If an Entity has no explicit 'type' (e.g. player) and is simply a collection of components, how do I identify the entities that my systems should and should not be working on? For example, in a game of Pong the paddle and ball both collide with the window boundaries. However, the collision handling systems for each will be different, therefore a system should not handle entities of the wrong type.

void PlayerCollisionSystem::update(std::vector<Entity *> entities) {
  typedef std::vector<Entity *>::iterator EIter;
  for (EIter i = entities.begin(); i != entities.end(); ++i) {
    Entity *player = *i; // How do I verify that the entity is a player?

    // Get relevant components.
    PositionComponent *position = player->getComponent<PositionComponent>();
    VelocityComponent *velocity = player->getComponent<VelocityComponent>();
    SpriteComponent *sprite = player->getComponent<SpriteComponent>();

    // Detect and handle player collisions using the components.

Both the player and the ball share the same relevant component types for collision handling yet their system implementations will be different.

If I have a container of all game entities, how do I identify specific types of entity without inheriting Entity or including a member variable such as std::string type, in which case an entity is no longer simply a collection of components?


4 Answers 4


Nicol Bolas' answer is straight on, but stepping aside and looking at your problem from a distance: you really don't need the type of the entity.

You only need to care whether "does the object have component X" or not and your problem is that you have not properly identified X. If two objects behave differently then give them different components or just put a boolean flag on the component if it to make it behave differently for different object configurations. Use the component system to make decisions about behavior, not the entity "type." That's the whole point of using components.

You are completely allowed to have a PaddlePhysics component/system and a separate BallPhysics component/system if they behave differently. Or you can break down the components into more granular pieces such that you have a Bounce component that only the Ball has and a StopAtBoundary component that both Ball and Paddle have if part of the behavior is complicated enough to justify sharing the code. Or you can just make a PongPhysics component that has a boolean flag Bounces set true for the Ball and false for the Paddle. You could even make a base WallCollision component and then derive that component to get a BallWallCollision that adds the extra behavior needed there.

  • 4
    \$\begingroup\$ I think this should be the accepted answer since there is absolutely no constraint or problem with "vanilla" ECS. Tagging entities can be easily accomplished by creating dedicated components that serve as markers. It also could be just a dummy PlayerTypeComponent that doesn't do anything useful but just serving as a tag. \$\endgroup\$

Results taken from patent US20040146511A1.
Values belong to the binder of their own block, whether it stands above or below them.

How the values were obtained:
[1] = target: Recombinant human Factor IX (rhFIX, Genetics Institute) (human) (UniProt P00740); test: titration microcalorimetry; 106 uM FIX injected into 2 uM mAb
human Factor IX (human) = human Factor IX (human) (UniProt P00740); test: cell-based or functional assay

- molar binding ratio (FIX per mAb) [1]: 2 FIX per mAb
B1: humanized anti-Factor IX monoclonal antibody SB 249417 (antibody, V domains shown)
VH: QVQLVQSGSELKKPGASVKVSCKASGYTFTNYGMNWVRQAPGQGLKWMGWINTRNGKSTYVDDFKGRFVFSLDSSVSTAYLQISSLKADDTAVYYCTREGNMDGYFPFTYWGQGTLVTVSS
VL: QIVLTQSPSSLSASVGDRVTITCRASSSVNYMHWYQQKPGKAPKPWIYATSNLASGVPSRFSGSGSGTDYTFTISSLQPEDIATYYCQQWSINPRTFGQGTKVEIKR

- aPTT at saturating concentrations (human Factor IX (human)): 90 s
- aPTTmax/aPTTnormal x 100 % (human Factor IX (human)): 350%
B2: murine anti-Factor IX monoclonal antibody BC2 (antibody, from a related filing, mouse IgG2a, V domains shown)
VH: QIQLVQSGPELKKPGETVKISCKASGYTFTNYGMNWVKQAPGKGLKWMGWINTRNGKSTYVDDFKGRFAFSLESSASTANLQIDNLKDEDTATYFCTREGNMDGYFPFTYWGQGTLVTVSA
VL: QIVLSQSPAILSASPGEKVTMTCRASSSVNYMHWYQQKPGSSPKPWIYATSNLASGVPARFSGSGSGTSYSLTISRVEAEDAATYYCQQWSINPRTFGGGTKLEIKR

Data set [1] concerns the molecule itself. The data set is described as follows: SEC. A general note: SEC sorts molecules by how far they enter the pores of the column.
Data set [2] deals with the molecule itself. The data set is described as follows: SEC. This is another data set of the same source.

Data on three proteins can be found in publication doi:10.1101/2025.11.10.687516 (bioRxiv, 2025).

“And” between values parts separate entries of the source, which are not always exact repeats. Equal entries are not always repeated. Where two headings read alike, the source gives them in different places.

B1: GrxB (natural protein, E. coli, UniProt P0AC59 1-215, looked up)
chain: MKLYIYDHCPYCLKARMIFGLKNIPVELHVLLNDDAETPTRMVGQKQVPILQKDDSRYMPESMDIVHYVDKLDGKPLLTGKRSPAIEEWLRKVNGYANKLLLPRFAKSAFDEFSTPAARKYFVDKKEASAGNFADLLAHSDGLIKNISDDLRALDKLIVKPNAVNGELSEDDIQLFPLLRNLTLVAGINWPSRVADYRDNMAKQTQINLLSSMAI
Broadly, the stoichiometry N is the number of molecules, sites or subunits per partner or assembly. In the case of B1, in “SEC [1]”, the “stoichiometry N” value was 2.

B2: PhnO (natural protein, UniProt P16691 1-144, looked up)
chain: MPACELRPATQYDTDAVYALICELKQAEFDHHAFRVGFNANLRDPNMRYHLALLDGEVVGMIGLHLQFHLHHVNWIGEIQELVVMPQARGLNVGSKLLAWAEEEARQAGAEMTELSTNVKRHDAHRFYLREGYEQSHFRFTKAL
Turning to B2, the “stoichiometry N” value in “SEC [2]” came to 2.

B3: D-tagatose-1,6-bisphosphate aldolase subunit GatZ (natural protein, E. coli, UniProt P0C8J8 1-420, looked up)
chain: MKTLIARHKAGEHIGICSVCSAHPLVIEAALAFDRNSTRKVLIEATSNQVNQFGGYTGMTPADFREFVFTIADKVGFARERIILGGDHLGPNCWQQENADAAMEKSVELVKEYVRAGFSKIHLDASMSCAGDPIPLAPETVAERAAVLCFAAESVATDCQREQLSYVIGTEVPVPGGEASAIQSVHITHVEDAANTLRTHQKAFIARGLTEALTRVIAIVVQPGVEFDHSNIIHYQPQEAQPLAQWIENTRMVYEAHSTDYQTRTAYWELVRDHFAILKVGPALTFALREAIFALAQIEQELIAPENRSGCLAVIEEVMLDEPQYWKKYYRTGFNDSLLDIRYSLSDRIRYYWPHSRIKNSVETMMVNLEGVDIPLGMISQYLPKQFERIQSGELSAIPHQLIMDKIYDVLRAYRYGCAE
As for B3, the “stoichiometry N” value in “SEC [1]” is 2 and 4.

– tiguchi
    Commented Feb 22, 2014 at 16:59

A system is only useful if it is useful. If a system where an entity is "simply a collection of components" is less useful than a system where an entity is mostly a "collection of components", then do that.

Stop trying to make "pure" systems and focus on making good ones that do what you need. Use components until components are no longer useful for you. Then use something else.

You've already spent more time thinking about this than it deserves.

  • \$\begingroup\$ very nice +1 "You've already spent more time thinking about this than it deserves" \$\endgroup\$
    – wes
    Commented Aug 5, 2013 at 19:13
  • 10
    \$\begingroup\$ I don't think this is an answer at all, The topic of refining an ECS is one that deserves significant attention, and Garee (when he posted this in 2013) had probably not spent enough time thinking about it. The notion that the topic doesn't deserve more time implies that systems should be simple or trivial and generally undeserving of our time. I would prefer Sean Middleditch's answer as it actually attempts to answer the question instead of dismissing it. \$\endgroup\$ Commented Aug 14, 2015 at 7:28
  • \$\begingroup\$ Great answer. I find myself having to say this to myself occasionally. Focus on moving forward. \$\endgroup\$ Commented Mar 30, 2019 at 23:09

If you want to give entities a explicit type, the easiest way is to define a type variable in the entity class. Only keep to the EC pattern as long as its useful.

Otherwise the type is implied through the component attributes. For example, the physics component would have an attribute for mobile vs stationary. The system then knows when two mobiles collide (ball and paddle). Similarly you can have attributes for how the collision system should respond. Just stop the object or reflect it? Looking at the attributes should give you an idea of what the entity is, but it should be irrelevant. The systems shouldn't need to know what the entity type they're working with is, they should be given enough information using the components provided to them.

Finally, can add an additional component that contains a type, but, as with adding a type to the entity, you'll end up writing a lot of type specific code, defeating the purpose of the EC system.


An entity is a set of components. You can't assign neat labels to a random set. Giving up type constraints is the price for the great flexibility.

Of course you can have special (typed) entity classes which impose restrictions on the components.

Ideally components are independent. So the solution to your problem would be to call collision handling on each subcomponent, in order. In real applications there are interdependencies and ordering problems. If that's the case you need some 'dispatcher' logic in every method of the Entity class.


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